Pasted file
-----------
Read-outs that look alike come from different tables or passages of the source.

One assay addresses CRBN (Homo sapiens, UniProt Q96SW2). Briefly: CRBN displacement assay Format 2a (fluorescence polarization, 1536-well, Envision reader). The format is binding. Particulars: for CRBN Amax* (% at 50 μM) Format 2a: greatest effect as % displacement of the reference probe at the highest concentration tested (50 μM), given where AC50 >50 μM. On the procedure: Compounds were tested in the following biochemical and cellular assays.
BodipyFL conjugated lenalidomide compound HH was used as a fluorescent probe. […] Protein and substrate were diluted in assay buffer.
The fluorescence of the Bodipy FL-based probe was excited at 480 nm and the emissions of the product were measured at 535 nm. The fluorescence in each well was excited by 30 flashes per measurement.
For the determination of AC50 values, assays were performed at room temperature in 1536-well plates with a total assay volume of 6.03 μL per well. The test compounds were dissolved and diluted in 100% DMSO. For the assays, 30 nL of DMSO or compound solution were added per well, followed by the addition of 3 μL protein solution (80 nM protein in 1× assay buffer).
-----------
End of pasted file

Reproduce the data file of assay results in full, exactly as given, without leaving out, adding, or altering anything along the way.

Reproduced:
Read-outs that look alike come from different tables or passages of the source.

One assay addresses CRBN (Homo sapiens, UniProt Q96SW2). Briefly: CRBN displacement assay Format 2a (fluorescence polarization, 1536-well, Envision reader). The format is binding. Particulars: for CRBN Amax* (% at 50 μM) Format 2a: greatest effect as % displacement of the reference probe at the highest concentration tested (50 μM), given where AC50 >50 μM. On the procedure: Compounds were tested in the following biochemical and cellular assays.
BodipyFL conjugated lenalidomide compound HH was used as a fluorescent probe. […] Protein and substrate were diluted in assay buffer.
The fluorescence of the Bodipy FL-based probe was excited at 480 nm and the emissions of the product were measured at 535 nm. The fluorescence in each well was excited by 30 flashes per measurement.
For the determination of AC50 values, assays were performed at room temperature in 1536-well plates with a total assay volume of 6.03 μL per well. The test compounds were dissolved and diluted in 100% DMSO. For the assays, 30 nL of DMSO or compound solution were added per well, followed by the addition of 3 μL protein solution (80 nM protein in 1× assay buffer).